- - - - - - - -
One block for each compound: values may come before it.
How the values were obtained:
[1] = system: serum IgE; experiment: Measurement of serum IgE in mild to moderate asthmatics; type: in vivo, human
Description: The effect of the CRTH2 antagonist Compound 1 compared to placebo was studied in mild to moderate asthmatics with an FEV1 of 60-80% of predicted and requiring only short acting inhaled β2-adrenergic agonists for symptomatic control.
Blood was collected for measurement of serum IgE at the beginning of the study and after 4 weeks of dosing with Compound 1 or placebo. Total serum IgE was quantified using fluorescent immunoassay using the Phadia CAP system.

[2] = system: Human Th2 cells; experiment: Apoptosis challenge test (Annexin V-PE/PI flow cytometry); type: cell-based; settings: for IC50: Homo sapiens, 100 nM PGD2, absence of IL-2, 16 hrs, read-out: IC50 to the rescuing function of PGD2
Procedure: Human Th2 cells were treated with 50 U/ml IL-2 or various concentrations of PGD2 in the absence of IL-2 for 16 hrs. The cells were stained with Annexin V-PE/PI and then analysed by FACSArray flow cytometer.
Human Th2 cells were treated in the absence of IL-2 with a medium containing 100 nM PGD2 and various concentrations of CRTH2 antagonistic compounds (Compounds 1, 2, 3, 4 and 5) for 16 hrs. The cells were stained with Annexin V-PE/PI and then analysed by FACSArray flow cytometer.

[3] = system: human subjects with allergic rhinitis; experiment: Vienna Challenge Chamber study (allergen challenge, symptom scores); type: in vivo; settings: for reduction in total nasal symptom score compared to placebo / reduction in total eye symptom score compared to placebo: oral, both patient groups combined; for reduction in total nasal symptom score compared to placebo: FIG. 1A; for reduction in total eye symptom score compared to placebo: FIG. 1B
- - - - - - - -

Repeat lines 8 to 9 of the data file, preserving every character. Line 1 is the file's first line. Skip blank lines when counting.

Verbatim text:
Human Th2 cells were treated in the absence of IL-2 with a medium containing 100 nM PGD2 and various concentrations of CRTH2 antagonistic compounds (Compounds 1, 2, 3, 4 and 5) for 16 hrs. The cells were stained with Annexin V-PE/PI and then analysed by FACSArray flow cytometer.

[3] = system: human subjects with allergic rhinitis; experiment: Vienna Challenge Chamber study (allergen challenge, symptom scores); type: in vivo; settings: for reduction in total nasal symptom score compared to placebo / reduction in total eye symptom score compared to placebo: oral, both patient groups combined; for reduction in total nasal symptom score compared to placebo: FIG. 1A; for reduction in total eye symptom score compared to placebo: FIG. 1B